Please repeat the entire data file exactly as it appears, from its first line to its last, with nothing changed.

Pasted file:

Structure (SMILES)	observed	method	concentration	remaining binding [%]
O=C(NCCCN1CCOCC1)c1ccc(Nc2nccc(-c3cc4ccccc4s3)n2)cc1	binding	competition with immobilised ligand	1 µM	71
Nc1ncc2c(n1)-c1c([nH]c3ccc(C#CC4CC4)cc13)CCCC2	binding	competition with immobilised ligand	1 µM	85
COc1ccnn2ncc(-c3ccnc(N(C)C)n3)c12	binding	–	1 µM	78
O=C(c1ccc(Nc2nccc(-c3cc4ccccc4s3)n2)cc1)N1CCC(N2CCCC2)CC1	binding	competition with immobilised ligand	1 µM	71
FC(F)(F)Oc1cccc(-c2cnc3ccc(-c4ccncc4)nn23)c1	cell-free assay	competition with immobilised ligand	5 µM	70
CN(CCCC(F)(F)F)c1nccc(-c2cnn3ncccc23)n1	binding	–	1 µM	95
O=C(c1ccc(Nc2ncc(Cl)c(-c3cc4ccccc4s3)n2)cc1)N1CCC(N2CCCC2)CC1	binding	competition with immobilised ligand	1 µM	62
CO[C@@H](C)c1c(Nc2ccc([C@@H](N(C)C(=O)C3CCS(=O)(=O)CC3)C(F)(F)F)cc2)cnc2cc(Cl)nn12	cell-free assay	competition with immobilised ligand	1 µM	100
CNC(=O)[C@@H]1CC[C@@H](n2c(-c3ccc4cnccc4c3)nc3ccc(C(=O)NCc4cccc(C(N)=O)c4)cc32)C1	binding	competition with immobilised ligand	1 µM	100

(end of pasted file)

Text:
Structure (SMILES)	observed	method	concentration	remaining binding [%]
O=C(NCCCN1CCOCC1)c1ccc(Nc2nccc(-c3cc4ccccc4s3)n2)cc1	binding	competition with immobilised ligand	1 µM	71
Nc1ncc2c(n1)-c1c([nH]c3ccc(C#CC4CC4)cc13)CCCC2	binding	competition with immobilised ligand	1 µM	85
COc1ccnn2ncc(-c3ccnc(N(C)C)n3)c12	binding	–	1 µM	78
O=C(c1ccc(Nc2nccc(-c3cc4ccccc4s3)n2)cc1)N1CCC(N2CCCC2)CC1	binding	competition with immobilised ligand	1 µM	71
FC(F)(F)Oc1cccc(-c2cnc3ccc(-c4ccncc4)nn23)c1	cell-free assay	competition with immobilised ligand	5 µM	70
CN(CCCC(F)(F)F)c1nccc(-c2cnn3ncccc23)n1	binding	–	1 µM	95
O=C(c1ccc(Nc2ncc(Cl)c(-c3cc4ccccc4s3)n2)cc1)N1CCC(N2CCCC2)CC1	binding	competition with immobilised ligand	1 µM	62
CO[C@@H](C)c1c(Nc2ccc([C@@H](N(C)C(=O)C3CCS(=O)(=O)CC3)C(F)(F)F)cc2)cnc2cc(Cl)nn12	cell-free assay	competition with immobilised ligand	1 µM	100
CNC(=O)[C@@H]1CC[C@@H](n2c(-c3ccc4cnccc4c3)nc3ccc(C(=O)NCc4cccc(C(N)=O)c4)cc32)C1	binding	competition with immobilised ligand	1 µM	100